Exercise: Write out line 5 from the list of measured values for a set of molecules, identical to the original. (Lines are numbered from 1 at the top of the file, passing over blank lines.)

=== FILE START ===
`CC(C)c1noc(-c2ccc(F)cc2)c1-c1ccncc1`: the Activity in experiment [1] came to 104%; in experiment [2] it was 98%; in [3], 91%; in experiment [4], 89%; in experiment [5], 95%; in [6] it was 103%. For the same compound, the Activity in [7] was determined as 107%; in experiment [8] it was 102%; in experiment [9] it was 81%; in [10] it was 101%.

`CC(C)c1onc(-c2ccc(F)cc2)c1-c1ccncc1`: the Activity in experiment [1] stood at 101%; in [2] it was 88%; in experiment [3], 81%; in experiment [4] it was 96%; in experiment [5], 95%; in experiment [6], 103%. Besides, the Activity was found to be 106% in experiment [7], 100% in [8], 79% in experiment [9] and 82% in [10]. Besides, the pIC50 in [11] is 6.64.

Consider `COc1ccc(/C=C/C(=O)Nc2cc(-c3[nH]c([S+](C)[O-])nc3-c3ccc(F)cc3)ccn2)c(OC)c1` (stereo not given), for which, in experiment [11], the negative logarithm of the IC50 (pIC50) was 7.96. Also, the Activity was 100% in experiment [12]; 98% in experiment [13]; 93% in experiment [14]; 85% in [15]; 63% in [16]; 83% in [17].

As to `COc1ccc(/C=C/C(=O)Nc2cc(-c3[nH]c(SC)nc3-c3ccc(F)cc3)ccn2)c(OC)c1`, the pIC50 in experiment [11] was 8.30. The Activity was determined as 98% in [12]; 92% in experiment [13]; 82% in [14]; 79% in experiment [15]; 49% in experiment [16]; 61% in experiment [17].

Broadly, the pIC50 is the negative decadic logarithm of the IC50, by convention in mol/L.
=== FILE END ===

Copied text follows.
Broadly, the pIC50 is the negative decadic logarithm of the IC50, by convention in mol/L.